Bessert, M.L., and Orti, G. 2008. Genetic effects of habitat frag-mentation on blue sucker populations in the upper MissouriRiver (Cycleptus elongatus Lesueur, 1918). Conserv. Genet. 9:821–832. doi:10.1007/s10592-007-9401-4.

    Brookes, A.J. 1999. The essence of SNPs. Gene, 234: 177–186.doi:10.1016/S0378-1119(99)00219-X. PMID:10395891.

    Bussell, J.D., Waycott, M., and Chappill, J.A. 2005. Arbitrarily am-plified DNA markers as characters for phylogenetic inference.Perspect. Plant Ecol. Evol. Syst. 7: 3–26. doi:10.1016/j.ppees.2004.07.001.

    Butcher, P.A., Decroocq, S., Gray, Y., and Moran, G.F. 2000. De-velopment, inheritance and cross-species amplification of micro-satellite markers from Acacia mangium. Theor. Appl. Genet.101: 1282–1290. doi:10.1007/s001220051608.

    Carr, G.D. 1978. Chromosome numbers of Hawaiian floweringplants and the significance of cytology in selected taxa. Am. J.Bot. 65: 236–242. doi:10.2307/2442457.

    Coulaud, J., Brown, S.C., and Siljakyakovlev, S. 1995. First cyto-genetic investigation in populations of Acacia heterophylla, en-demic from La Réunion Island, with reference to A.melanoxylon. Ann. Bot. (Lond.), 75: 95–100. doi:10.1016/S0305-7364(05)80013-7.

    Daehler, C.C., Yorkston, M., Sun, W.G., and Dudley, N. 1999.Genetic variation in morphology and growth characters ofAcacia koa in the Hawaiian Islands. Int. J. Plant Sci. 160: 767–773. doi:10.1086/314163.

    De Silva, H.N., Hall, A.J., Rikkerink, E., McNeilage, M.A., andFraser, L.G. 2005. Estimation of allele frequencies in polyploidsunder certain patterns of inheritance. Heredity, 95: 327–334.doi:10.1038/sj.hdy.6800728. PMID:16094298.

    Dice, L.R. 1945. Measures of the amount of ecologic associationbetween species. Ecology, 26: 297–302. doi:10.2307/1932409.

    Elevitch, C.R., Wilkinson, K.M., and Friday, J.B. 2006. Acacia koa(koa) and Acacia koaia (koai‘a). In Species profiles for PacificIsland agroforestry. Edited by C.R. Elevitch. Permanent Agricul-ture Resources (PAR), Holualoa, Hawaii. pp. 1–29.

    Ellegren, H. 2004. Microsatellites: simple sequences with complexevolution. Nat. Rev. Genet. 5: 435–445. doi:10.1038/nrg1348.PMID:15153996.

    Epperson, B.K. 2007. Plant dispersal, neighbourhood size and iso-lation by distance. Mol. Ecol. 16: 3854–3865. doi:10.1111/j.1365-294X.2007.03434.x. PMID:17692081.

    Garcia-Martinez, S., Andreani, L., Garcia-Gusano, M., Geuna, F.,and Ruiz, J.J. 2006. Evaluation of amplified fragment lengthpolymorphism and simple sequence repeats for tomato germ-plasm fingerprinting: utility for grouping closely related tradi-tional cultivars. Genome, 49: 648–656. doi:10.1139/G06-016.PMID:16936844.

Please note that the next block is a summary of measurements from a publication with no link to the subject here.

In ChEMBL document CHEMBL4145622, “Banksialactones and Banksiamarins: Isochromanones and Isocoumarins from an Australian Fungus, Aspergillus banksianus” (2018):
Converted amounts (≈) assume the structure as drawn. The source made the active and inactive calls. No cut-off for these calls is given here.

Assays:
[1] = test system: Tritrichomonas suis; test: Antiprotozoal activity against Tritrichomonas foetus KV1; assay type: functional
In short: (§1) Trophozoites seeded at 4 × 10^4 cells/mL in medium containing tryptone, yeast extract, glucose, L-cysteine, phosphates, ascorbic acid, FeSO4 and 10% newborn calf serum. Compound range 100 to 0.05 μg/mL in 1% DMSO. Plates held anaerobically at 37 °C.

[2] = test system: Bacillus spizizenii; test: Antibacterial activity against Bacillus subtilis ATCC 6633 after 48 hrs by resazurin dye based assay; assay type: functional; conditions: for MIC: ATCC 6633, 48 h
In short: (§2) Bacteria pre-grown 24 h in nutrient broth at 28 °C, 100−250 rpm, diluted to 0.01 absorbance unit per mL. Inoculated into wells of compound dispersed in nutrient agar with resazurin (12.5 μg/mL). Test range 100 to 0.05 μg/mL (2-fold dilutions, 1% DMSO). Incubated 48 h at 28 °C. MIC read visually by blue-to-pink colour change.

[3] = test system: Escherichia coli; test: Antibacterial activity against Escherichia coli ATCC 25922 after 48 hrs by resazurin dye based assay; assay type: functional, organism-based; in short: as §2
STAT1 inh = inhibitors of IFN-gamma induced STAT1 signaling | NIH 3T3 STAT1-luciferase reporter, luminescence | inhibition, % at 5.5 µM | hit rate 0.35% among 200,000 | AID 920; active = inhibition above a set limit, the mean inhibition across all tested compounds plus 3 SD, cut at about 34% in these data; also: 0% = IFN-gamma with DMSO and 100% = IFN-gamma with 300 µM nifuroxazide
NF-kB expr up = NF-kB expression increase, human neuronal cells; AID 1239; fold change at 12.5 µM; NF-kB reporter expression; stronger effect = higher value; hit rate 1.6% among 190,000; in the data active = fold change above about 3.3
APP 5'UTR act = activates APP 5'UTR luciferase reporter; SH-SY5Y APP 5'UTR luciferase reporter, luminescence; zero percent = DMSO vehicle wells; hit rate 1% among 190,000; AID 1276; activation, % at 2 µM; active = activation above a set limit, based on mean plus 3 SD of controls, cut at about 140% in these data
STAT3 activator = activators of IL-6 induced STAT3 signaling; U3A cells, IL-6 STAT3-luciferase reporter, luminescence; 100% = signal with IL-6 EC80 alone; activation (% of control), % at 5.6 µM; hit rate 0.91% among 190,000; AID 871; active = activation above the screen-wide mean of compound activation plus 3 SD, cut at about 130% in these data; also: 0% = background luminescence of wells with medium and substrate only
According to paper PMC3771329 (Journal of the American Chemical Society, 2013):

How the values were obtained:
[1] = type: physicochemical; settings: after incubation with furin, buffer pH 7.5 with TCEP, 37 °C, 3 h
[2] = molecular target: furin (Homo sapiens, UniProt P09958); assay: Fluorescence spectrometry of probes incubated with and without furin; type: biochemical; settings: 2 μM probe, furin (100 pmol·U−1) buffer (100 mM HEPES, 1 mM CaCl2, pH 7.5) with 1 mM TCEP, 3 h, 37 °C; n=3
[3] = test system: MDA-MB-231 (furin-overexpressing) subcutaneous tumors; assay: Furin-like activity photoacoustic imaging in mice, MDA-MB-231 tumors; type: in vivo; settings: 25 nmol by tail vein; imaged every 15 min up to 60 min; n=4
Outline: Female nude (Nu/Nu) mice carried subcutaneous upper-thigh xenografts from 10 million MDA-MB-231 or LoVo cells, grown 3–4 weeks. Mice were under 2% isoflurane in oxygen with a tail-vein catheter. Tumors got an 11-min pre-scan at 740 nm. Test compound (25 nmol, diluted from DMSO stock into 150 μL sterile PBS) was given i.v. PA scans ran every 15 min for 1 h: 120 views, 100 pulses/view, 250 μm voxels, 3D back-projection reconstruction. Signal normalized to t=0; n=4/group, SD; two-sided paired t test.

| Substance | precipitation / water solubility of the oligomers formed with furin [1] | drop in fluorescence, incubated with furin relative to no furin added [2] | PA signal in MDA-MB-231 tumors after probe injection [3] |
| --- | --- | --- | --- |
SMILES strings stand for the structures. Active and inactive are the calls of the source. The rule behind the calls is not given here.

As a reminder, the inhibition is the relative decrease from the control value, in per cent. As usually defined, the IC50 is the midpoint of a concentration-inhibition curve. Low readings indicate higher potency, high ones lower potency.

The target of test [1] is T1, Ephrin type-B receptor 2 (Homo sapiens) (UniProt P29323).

Guo, Q., Zhang, Z.J., Xu, Y.B., Li, G.H., Feng, J., and Zhou, Y.2008. Quantitative trait loci for high-temperature adult-plantand slow-rusting resistance to Puccinia striiformis f. sp. triticiin wheat cultivars. Phytopathology, 98: 803–809. doi:10.1094/PHYTO-98-7-0803.

    Hamilton, J.A., and Eckert, C. 2007. Population genetic conse-quences of geographic disjunction: a prairie plant isolated onGreat Lakes alvars. Mol. Ecol. 16: 1649–1660. doi:10.1111/j.1365-294X.2007.03241.x. PMID:17402980.

    Hancock, J.M. 1995. The contribution of DNA slippage to eukaryo-tic nuclear 18S rRNA evolution. J. Mol. Evol. 40: 629–639.doi:10.1007/BF00160511. PMID:7643414.

    Jaccard, P. 1908. Nouvelles recherches sur la distribution flore.Bull. Soc. Vaud. Sci. Nat. 44: 223–270.

    Kirst, M., Cordeiro, C.M., Rezende, G.D.S.P., and Grattapaglia,D. 2005. Power of microsatellite markers for fingerprinting

    Fredua-Agyeman et al. 1013

    # 2008 NRC Canada

  • and parentage analysis in Eucalyptus grandis breeding popula-tions. J. Hered. 96: 161–166. doi:10.1093/jhered/esi023.PMID:15601907.

    Langer, A., and Koul, A.K. 1983. Studies on nucleolus and nucleo-lar chromosomes in angiosperms. 7. Nature of nucleolar chro-mosome polymorphism in Allium cepa var. viviparum (Metzg)Alef. Cytologia (Tokyo), 48: 323–332.

    Lian, C.L., Zhou, Z.H., and Hogetsu, T. 2001. A simple method fordeveloping microsatellite markers using amplified fragments ofinter-simple sequence repeat (ISSR). J. Plant Res. 114: 381–385. doi:10.1007/PL00014001.

    Litt, M., and Luty, J.A. 1989. A hypervariable microsatellite re-vealed by in vitro amplification of a dinucleotide repeat withinthe cardiac muscle actin gene. Am. J. Hum. Genet. 44: 397–401. PMID:2563634.

    Luo, Z.W., Hackett, C.A., Bradshaw, J.E., McNicol, J.W., andMilbourne, D. 2001. Construction of a genetic linkage map intetraploid species using molecular markers. Genetics, 157:1369–1385. PMID:11238421.

    Macdonald, G.A., Abbott, A.T., and Peterson, F.L. 1983. Volca-noes in the sea: the geology of Hawaii. University of HawaiiPress, Honolulu.

    Manifesto, M.M., Schlatter, A.R., Hopp, H.E., Suarez, E.Y., andDubcovsky, J. 2001. Quantitative evaluation of genetic diversityin wheat germplasm using molecular markers. Crop Sci. 41:682–690.

    Mantel, N. 1967. The detection of disease clustering and a general-ised regression approach. Cancer Res. 27: 209–220.PMID:6018555.

    Maslin, B.R., Miller, J.T., and Seigler, D.S. 2003. Overview of thegeneric status of Acacia (Leguminosae: Mimosoideae). Aust.Syst. Bot. 16: 1–18. doi:10.1071/SB02008.

    McCouch, S.R., Chen, X.L., Panaud, O., Temnykh, S., Xu, Y.B.,Cho, Y.G., et al. 1997. Microsatellite marker development,mapping and applications in rice genetics and breeding. PlantMol. Biol. 35: 89–99. doi:10.1023/A:1005711431474.PMID:9291963.

    Medina, A., Brethes, J.C., Sevigny, J.M., and Zakardjian, B. 2007.How geographic distance and depth drive ecological variabilityand isolation of demersal fish communities in an archipelagosystem (Cape Verde, Eastern Atlantic Ocean). Mar. Ecol.(Berl.), 28: 404–417. doi:10.1111/j.1439-0485.2007.00163.x.